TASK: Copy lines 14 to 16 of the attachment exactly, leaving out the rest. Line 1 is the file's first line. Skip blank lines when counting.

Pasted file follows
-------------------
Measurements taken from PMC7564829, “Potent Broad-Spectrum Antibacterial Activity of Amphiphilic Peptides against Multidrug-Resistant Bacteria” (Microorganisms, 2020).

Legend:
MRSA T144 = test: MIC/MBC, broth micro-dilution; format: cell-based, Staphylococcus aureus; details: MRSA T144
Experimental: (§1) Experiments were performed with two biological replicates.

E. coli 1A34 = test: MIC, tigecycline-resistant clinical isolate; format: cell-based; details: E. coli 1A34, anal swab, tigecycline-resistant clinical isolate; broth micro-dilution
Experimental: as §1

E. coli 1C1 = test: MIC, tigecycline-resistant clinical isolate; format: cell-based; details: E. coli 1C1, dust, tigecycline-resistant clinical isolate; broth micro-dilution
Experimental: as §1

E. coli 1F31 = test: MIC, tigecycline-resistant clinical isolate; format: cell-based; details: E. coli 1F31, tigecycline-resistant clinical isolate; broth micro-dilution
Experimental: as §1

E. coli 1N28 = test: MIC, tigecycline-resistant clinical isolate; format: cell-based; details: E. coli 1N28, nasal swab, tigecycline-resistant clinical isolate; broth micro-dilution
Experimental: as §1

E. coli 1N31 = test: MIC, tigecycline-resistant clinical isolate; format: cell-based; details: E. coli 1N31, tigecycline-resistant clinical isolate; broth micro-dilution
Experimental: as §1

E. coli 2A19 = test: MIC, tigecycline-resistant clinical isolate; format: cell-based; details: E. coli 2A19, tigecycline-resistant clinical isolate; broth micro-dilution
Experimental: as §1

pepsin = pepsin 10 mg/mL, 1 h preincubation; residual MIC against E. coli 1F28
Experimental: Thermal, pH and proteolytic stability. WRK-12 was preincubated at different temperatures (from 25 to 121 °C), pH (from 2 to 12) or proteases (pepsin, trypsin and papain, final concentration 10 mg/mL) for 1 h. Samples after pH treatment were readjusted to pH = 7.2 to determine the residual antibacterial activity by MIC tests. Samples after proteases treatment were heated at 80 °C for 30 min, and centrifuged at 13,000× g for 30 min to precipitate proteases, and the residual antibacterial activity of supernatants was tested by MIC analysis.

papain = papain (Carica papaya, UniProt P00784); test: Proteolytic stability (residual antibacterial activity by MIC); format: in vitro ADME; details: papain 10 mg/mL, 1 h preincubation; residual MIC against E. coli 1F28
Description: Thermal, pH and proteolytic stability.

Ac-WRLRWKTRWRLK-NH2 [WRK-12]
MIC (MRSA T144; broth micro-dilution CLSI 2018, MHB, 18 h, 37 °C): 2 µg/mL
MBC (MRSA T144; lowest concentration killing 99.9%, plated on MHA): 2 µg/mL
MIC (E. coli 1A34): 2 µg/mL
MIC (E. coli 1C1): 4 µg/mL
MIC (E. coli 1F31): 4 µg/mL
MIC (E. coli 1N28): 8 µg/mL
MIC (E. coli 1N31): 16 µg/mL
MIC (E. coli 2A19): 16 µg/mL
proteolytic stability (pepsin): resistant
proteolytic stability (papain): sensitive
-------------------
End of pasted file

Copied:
Experimental: as §1

E. coli 2A19 = test: MIC, tigecycline-resistant clinical isolate; format: cell-based; details: E. coli 2A19, tigecycline-resistant clinical isolate; broth micro-dilution
Experimental: as §1